The Crusader is an armored, mechanized vehicle that was slated to become the Army’s next-generation, 155mm, Self-Propelled Howitzer cannon, supported by a companion ammunition resupply vehicle. POGO recommended canceling the $11.2 billion program after redesign efforts resulted in decreased mission effectiveness. There were also major issues with the Crusader’s development and testing processes. The Crusader was canceled in 2002, in part because it was deemed too heavy to be useful in today’s battles.
A crucial weapons system requirement for the Air Force’s helicopter replacement program for its combat search and rescue mission, dubbed CSAR-X, was significantly and inappropriately weakened by Air Force program officials to allow Boeing’s Chinook helicopter to compete. Boeing eventually won the CSAR-X contract, worth an estimated $10-15 billion. POGO’s findings indicated that the acquisition process was subverted, and the needs of the warfighter consequently undermined. As a result, the wrong helicopter for the mission may have been procured, possibly putting at risk the men and women in our armed forces who need to be rescued.
Defense Contractor Mergers
POGO has raised serious concerns about defense contractor mergers, which tend to reduce competition, increase the cost of goods and services, and tie the government’s hands when it may want to suspend, debar, or otherwise hold a contractor accountable. POGO believes that the government should not be using taxpayer funds to pay for “restructuring” costs such as merger expenses and executive compensation. Because the merging of defense contractors affects not just defense spending but all federal contracts, you can learn more about this issue in the Contract Oversight section.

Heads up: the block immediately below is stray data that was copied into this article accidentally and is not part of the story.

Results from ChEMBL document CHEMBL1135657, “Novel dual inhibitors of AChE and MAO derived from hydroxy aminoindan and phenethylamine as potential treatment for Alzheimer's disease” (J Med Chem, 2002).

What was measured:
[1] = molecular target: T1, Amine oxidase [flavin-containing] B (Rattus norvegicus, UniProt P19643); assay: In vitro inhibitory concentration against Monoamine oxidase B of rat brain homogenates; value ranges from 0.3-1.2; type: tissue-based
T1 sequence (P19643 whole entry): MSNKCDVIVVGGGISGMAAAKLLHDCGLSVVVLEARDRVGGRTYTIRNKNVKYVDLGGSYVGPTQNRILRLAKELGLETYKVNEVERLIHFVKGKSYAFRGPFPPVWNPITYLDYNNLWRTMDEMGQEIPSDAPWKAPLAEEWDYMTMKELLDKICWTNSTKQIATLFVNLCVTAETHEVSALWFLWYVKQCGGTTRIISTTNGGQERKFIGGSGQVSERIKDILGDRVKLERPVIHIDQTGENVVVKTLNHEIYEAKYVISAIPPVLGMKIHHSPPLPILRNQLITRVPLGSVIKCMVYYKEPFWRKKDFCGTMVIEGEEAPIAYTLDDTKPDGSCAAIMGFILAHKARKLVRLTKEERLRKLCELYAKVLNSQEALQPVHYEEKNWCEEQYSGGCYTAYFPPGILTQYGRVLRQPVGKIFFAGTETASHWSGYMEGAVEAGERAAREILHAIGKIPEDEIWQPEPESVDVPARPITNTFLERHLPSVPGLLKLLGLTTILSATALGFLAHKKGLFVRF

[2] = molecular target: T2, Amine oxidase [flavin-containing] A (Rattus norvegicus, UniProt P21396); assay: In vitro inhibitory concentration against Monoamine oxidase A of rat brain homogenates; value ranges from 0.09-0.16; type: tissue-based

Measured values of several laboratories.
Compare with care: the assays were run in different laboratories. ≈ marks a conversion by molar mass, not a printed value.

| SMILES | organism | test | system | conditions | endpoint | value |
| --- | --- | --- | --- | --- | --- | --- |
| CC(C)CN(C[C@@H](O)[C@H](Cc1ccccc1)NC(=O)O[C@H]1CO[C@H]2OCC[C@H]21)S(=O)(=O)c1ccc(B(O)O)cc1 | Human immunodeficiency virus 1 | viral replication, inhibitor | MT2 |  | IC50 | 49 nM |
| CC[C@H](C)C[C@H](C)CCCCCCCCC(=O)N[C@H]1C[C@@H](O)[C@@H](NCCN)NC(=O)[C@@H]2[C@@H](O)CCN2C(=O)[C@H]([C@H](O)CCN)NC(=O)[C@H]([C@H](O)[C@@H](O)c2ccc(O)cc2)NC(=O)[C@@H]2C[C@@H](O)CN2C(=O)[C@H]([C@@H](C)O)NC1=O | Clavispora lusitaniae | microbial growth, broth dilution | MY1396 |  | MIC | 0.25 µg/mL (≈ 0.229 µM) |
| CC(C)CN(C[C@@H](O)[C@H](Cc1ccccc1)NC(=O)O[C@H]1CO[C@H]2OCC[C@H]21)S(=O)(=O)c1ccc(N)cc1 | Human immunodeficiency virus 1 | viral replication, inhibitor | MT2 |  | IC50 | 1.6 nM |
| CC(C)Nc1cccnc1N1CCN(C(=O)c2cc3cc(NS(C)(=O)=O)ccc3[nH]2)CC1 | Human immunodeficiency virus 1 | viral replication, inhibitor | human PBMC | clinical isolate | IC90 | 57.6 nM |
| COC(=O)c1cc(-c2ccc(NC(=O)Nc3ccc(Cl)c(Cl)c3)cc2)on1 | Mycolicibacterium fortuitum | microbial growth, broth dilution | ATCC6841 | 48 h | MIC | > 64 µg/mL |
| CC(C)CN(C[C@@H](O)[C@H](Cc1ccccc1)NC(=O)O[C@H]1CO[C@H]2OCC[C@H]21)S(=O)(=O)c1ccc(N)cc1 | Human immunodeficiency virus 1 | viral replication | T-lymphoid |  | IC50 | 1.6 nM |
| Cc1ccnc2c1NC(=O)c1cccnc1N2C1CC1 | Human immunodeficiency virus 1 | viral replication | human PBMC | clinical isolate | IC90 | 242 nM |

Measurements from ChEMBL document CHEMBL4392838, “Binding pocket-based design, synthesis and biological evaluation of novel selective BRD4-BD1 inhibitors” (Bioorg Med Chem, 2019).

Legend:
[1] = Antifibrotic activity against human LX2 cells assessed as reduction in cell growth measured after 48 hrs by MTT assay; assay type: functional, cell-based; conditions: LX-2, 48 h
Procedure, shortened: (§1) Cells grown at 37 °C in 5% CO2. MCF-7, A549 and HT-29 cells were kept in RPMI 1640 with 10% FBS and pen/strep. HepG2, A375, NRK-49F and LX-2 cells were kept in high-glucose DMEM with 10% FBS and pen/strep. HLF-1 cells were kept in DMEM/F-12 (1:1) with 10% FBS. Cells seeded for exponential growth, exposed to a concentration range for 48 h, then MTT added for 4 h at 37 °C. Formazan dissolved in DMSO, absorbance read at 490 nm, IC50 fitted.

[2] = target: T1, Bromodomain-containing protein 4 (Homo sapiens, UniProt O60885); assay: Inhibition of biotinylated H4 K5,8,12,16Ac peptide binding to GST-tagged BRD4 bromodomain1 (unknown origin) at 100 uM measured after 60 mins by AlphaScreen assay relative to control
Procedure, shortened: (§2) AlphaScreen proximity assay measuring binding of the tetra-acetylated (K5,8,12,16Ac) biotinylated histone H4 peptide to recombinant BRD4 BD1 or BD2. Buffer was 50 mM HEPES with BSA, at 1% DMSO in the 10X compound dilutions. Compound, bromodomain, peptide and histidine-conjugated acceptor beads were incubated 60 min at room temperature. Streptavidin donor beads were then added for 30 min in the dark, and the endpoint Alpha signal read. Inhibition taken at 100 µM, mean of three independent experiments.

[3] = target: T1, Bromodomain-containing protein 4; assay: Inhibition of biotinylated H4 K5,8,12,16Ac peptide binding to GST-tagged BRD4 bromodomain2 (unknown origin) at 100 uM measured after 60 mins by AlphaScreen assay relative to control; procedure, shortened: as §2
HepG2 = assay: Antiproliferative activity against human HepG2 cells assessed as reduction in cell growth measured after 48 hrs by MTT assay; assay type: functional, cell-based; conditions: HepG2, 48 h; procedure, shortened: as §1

Defense and the National Interest Blog
After a ten-year run of analysis, commentary, and discussion, DNI is no longer generating new content. The site is now maintained and preserved for your reading pleasure by the Project On Government Oversight.
FA-22 Fighter Aircraft
Since its conception in 1986, the Air Force’s F-22A Raptor fighter jet has been the focus of continued debate. Problems range from technical flaws (despite 20 years of research and development) to a cost that is higher per aircraft than any other in history. POGO recently opposed a congressional plan authorizing multi-year procurement of the F-22A, especially after it was revealed that the head of a federal research institute which recommended multi-year procurement was holding stocks and stock options in an F-22A subcontractor.
Future Combat Systems